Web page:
This does not apply to material things only, but also to people. Bumping unexpectedly into an old friend after many years in the streets or in some party is an example. In this era of high end of technology, there are newer ways of "bumping into people"- such as through some public portal like Facebook. Just the other day, I saw a Facebook friend request from my primary school best friend who I have had no contacts with since I was eleven years old- we sort of drifted apart after we both left for different schools.
It runs in the family...
Owing to the humongous number of offspring our grandparents have brought forth into this world, we have more cousins than we can count with all our fingers and toes. They say cousins are a blessing, and they sure are. Planning get-togethers, meeting for lunch and the likes with cousins can be a great source of fun. Many arrange stay-overs at someone or the others's house for movie marathons. I remember doing the same with my cousins (and often family friends), watching up to five movies a night. To add to the pleasure of it all, we made frequent uses of the pause button of the remote control, and made our way to the kitchen like an army waiting to be fed. There, while the clock showed two in the morning, we made ourselves "midnight snacks" out of the weirdest things possible- like leftover chicken curry on crackers or even double layer tuna and marmalade sandwiches, with bags of crisps and bottles of Mountain Dew to wash them down with.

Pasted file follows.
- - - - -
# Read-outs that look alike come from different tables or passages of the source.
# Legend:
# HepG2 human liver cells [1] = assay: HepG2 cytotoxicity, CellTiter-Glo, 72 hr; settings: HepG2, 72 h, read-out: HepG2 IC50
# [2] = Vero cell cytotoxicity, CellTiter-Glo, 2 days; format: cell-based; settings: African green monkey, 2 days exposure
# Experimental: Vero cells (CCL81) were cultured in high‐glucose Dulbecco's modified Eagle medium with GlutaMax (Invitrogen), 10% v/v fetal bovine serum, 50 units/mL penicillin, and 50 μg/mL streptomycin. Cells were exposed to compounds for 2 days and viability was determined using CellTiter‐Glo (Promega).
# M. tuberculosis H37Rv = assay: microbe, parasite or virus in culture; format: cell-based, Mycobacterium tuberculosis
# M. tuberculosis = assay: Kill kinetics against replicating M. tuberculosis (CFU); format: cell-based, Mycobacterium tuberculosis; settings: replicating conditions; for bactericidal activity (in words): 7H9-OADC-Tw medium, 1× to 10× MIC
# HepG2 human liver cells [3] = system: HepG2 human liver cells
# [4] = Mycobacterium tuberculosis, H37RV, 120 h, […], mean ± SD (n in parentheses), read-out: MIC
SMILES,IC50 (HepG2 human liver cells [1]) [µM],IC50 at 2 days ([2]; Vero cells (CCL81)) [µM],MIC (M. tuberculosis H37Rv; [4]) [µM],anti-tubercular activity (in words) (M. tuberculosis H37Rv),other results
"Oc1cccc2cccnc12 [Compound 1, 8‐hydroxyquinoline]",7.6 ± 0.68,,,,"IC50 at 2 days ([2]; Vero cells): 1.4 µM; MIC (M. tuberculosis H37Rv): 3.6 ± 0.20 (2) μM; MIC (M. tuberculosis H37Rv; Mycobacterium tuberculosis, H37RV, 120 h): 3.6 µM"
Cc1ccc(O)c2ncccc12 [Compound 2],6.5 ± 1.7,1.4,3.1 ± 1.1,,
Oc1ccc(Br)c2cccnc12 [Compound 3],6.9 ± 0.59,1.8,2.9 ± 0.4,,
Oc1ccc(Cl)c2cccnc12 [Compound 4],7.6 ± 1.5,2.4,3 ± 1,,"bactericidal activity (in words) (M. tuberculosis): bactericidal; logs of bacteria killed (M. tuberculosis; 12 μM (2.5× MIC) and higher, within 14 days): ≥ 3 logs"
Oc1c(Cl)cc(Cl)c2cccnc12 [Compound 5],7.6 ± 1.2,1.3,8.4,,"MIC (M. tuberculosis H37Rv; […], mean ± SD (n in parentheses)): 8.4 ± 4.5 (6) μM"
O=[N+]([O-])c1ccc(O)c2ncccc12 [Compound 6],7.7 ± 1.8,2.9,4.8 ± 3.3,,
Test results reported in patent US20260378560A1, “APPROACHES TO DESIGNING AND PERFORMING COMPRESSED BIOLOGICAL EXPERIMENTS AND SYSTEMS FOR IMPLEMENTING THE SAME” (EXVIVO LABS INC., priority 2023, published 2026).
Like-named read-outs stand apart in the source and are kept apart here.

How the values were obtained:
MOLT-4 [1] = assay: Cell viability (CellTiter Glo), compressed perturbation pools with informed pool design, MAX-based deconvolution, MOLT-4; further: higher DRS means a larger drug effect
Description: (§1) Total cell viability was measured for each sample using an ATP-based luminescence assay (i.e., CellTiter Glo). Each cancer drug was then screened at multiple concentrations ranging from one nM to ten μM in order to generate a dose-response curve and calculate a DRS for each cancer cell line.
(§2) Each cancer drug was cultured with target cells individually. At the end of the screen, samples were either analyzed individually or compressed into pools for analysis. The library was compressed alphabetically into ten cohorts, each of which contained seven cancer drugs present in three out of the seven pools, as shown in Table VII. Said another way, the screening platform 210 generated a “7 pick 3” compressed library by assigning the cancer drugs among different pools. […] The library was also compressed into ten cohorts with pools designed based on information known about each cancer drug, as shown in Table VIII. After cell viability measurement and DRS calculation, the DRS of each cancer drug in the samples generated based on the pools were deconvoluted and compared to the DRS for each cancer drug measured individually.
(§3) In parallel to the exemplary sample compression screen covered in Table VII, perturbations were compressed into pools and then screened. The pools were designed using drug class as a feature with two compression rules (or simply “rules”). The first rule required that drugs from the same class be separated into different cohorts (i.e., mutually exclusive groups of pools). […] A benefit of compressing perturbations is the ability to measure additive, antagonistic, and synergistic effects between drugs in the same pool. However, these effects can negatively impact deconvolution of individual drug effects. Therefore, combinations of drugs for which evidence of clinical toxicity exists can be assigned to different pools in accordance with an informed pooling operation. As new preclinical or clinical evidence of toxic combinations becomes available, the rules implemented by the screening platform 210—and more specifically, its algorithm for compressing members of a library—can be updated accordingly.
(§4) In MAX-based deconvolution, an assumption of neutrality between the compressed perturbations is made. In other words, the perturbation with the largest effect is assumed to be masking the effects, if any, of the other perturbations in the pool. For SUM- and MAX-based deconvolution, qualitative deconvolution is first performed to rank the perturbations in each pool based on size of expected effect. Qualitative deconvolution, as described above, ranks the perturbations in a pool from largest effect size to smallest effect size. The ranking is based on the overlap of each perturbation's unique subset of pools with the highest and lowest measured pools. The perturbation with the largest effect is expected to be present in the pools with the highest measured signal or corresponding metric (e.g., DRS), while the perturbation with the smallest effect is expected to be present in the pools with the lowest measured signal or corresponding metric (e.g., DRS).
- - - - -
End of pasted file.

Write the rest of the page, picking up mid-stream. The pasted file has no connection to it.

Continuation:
In the end...
In the end, I cannot help but think that Arundhati Roy has a point- small things in life do count. These are the things that cumulatively pave way for things that are greater, somehow more worthwhile. And as far as pleasure is concerned, it runs parallel to the analogy. We have all discovered our simple pleasures whether to a larger or smaller extent. It is now up to us make use of them at every opportunity we get…
By Shahmuddin Ahmed Siddiky
Photo: Sazzad Ibne Sayed
Models: Sabrina, Shameem, Liza, Achin, Mony, Surid